In the last 12 months, Dell's sales have declined by 5% and earnings per share by 70%. Meanwhile, Hewlett-Packard reported a 32% drop in sales in the second fiscal quarter compared to the same period the previous year due to slower PC and server uptake.
Meanwhile, Seagate, which derives around 30% of its revenue from Dell and Hewlett-Packard and 70% of units sold from desktops and notebooks in 2012, has seen its revenue drop by 17%, 2% and 4% in the last three quarters; operating income drop by 13%, 41%, 11%, and 16% and net income decrease by 12%, 43%, 15% and 15% in the last four quarters.
Revenue is down 21% year over year in the quarter ended in March, while operating income has been down 8% and 62%, and net income 13% and 64% year over year in the last two quarters. In addition, total units shipped have been declining in the last four quarters -- (by millions) 61, 58, 58 and 56.
HDDs still reign supreme
However, despite these concerns, many also believe that the predictions about the HDD industry's eventual fall have been overblown. They point out to the continued healthy growth of HDD shipments the past couple of years as it remained the preferred digital storage medium of choice for most businesses and individuals.
Furthermore, there are several key reasons why demand for HDDs will continue to grow in the future:
- SSDs are still at least 10 times more expensive per gigabyte than HDDs. Unless the cost of producing SSDs considerably drops soon, HDDs will still be the more cost-effective choice to store mass data.
- The proliferation of content-rich devices such as tablets, smartphones, DVRs, game consoles , digital cameras and digital music players will drive the rapid growth of digital content requiring increasingly higher storage capacity.
- Lastly, the shift to cloud computing and to mobile will drive the demand for high capacity storage even more.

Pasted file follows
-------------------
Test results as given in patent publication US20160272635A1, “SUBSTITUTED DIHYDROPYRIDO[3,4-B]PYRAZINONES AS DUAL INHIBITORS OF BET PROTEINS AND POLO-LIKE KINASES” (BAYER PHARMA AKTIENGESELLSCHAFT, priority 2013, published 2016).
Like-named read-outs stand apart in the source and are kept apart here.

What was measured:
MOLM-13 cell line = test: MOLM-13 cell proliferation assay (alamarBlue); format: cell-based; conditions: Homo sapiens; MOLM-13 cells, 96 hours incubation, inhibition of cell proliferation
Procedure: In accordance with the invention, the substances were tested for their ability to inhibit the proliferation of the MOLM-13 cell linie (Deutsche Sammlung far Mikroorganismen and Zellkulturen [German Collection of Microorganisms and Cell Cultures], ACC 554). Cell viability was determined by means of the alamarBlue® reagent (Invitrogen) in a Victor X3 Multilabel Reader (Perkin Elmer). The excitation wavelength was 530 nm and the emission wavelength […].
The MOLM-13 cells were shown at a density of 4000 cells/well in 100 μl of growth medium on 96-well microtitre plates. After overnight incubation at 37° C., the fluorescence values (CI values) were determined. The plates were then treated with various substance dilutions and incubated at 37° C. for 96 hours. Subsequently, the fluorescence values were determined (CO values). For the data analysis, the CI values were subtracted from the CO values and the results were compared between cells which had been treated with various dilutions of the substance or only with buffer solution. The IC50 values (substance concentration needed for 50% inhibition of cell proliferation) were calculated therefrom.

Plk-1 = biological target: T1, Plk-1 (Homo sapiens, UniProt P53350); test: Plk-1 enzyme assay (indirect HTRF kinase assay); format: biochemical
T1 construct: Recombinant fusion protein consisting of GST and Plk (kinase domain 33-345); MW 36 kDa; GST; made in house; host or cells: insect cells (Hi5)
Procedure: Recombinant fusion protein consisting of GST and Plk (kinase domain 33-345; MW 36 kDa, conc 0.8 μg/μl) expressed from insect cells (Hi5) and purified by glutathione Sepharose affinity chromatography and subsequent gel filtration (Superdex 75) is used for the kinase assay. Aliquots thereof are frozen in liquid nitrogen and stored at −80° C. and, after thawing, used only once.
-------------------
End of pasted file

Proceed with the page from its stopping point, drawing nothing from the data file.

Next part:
Foolish bottom line
Seagate is a very good company with a great track record, but like most technology companies, there is a lot of uncertainty in its future. It is currently trading at relatively low valuations due in part because of the uncertainty surrounding HDDs long term and also because of its recent spike in profitability.
In 2011, the global supply of HDDs decreased because of the damage caused by floods to HDD manufacturing facilities in Thailand where a majority of HDDs are made. This increased Seagate's sales and average selling price per unit in 2012 enabling the company to post a record operating margin of 21%, a lot higher than its historical operating margins of 5%-11% from the past 10 years.
However, even if profitability normalizes soon, Seagate remains relatively cheap for a high-quality company. It virtually operates in a duopoly with Western Digital, giving it economies of scale and pricing power, which enable it to generate high levels of cash flow and return on capital. The big question is whether it can sustain its business model or if it can adapt to the new technology when the time comes.
I believe it can. The notion that SDDs will eventually replace HDDs is quite overblown. The growth of mobile devices and rich data content ensures the demand for mass storage will grow even more and it would be too costly to use SSDs to store all this data. Therefore, HDDs will remain the cost-effective choice for businesses and individuals for their storage needs in the next couple of years, at least. Thus, I think now is a good time to buy Seagate.
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Zarr Pacificador has no position in any stocks mentioned. The Motley Fool owns shares of Western Digital.. Try any of our Foolish newsletter services free for 30 days. We Fools may not all hold the same opinions, but we all believe that considering a diverse range of insights makes us better investors. The Motley Fool has a disclosure policy. Is this post wrong? Click here. Think you can do better? Join us and write your own!